The Tourism and Hospitality industry will play an even more important role in Oregon’s future as it is recognized for its continued contribution to the socio-economic success of the state and will help determine the success of Oregon’s sustainability reputation and experience.

Industry Overview

Tourism & Hospitality includes entertainment, recreation, accommodations, culinary and meeting facilities & venues, cultural & heritage locales, retail, transportation, marketing and public relations. Notable cluster members include McCormick and Schmick, Oregon Museum of Science and Industry (OMSI), Bandon Dunes Golf Resort, Oregon Zoo, Widmer Brothers Brewing, Oregon Coast Aquarium, Timberline Lodge, McMenamins, Wildlife Safari, Sunriver Resort, Ponzi Vineyards, Oregon Convention Center, Oregon Shakespeare Festival, and The Bite of Oregon. Customers include Oregonians, U.S. residents, and international visitors.

Tourism & Hospitality by the Numbers


Tourism & Hospitality

Economic  Impact

Industry earnings increase: 37.5% (2003-2011)
Cluster Employment: 92,400 (2011)
Direct Visitor Spending: $8.8 Billion (2011)
Cluster Employment Growth: 8.2% (2003-2011)

Source: Oregon Travel Impacts 1991-2011, Dean Runyan Associates

Cluster Strengths

  • A strong economic contributor to all areas of Oregon – Tourism & Hospitality is a traded sector industry that is made up of a diverse set of interrelated businesses. Ninety-five percent of Oregonians believe the industry is important to Oregon’s economy.
  • The largest traded sector employer in the state – Tourism & Hospitality provides great careers, flexible work schedules, and entry-level positions that teach transferable job and customer service skills.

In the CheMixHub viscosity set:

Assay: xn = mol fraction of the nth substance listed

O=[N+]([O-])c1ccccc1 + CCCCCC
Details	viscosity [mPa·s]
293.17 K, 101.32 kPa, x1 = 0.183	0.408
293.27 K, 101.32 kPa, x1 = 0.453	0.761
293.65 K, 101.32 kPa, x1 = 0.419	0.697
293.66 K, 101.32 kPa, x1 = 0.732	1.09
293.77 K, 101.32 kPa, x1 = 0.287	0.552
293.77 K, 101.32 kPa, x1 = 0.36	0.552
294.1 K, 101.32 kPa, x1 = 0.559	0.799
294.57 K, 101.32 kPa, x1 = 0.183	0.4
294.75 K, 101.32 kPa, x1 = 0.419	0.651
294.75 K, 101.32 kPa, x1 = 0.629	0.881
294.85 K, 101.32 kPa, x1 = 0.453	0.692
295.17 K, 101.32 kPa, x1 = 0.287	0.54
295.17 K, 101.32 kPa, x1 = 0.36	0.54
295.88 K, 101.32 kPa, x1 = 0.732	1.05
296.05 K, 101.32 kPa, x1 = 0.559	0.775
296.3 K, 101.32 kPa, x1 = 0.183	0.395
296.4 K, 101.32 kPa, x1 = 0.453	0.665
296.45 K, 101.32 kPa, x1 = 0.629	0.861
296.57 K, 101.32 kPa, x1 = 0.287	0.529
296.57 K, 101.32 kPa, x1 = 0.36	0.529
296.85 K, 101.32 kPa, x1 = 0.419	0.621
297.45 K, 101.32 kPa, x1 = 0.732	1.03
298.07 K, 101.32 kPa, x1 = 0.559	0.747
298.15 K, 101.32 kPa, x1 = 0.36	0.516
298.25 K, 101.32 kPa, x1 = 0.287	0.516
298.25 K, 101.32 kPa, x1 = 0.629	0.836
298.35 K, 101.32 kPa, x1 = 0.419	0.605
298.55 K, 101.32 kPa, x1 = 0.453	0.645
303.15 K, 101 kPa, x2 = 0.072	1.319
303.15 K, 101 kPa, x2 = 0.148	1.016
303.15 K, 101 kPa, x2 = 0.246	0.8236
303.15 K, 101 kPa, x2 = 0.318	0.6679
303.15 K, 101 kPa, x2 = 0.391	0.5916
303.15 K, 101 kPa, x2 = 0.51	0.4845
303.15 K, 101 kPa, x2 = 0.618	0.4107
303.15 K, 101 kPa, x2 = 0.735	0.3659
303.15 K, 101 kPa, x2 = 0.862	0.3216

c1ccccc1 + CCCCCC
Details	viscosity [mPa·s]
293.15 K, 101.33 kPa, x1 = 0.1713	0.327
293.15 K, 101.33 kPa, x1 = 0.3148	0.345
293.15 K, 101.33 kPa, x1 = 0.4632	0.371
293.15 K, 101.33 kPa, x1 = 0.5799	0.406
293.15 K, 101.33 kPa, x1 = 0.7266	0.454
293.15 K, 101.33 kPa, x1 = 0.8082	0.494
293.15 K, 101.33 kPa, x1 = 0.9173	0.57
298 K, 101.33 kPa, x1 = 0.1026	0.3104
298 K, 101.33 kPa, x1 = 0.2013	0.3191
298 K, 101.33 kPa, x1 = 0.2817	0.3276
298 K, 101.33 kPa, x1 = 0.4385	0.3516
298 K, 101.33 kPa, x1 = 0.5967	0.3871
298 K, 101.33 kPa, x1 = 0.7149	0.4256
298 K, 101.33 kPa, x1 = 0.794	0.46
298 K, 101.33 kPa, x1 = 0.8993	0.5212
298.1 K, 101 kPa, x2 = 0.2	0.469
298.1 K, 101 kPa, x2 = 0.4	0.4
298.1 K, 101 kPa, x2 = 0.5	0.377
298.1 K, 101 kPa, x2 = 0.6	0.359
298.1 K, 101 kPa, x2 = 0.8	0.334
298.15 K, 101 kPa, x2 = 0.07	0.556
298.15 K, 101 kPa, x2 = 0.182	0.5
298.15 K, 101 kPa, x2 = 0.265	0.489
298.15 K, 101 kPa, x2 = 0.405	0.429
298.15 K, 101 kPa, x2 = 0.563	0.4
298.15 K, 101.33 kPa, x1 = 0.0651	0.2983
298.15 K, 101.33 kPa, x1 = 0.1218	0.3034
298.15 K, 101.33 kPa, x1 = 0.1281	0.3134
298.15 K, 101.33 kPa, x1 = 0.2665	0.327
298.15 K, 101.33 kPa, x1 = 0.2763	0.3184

• Visitors build our state’s reputation for environmental stewardship and natural recreation. 77% of Oregonians see tourism and hospitality as environmentally friendly and 82 percent believe the industry improves the state’s quality of life.
  • A business recruitment and retention tool – New business starts in Oregon often occur because the owner visited as a tourist first. In the 1990s, according to a study, 70 percent of new business starts in Central Oregon resulted from the owners first visiting the region on vacation. Intel says that recruiting employees to Oregon is easy; getting them to relocate away from Oregon is difficult.

Cluster Challenges

  • Educating policy makers and other industries about the importance of tourism and hospitality to Oregon’s socio-economic fabric.
  • Promoting understanding of the total tourism resource locally and statewide. We are challenged to create increased public/private successes, and to help local governments maximize the return on investment of revenues raised through lodging taxes.
  • Counteracting the erosion of Oregon’s well-trained workforce. State support for existing university-level Tourism & Hospitality degree programs must be affirmed and fortified in order to assure future leadership capacity while securing the relationship between higher education and the industry.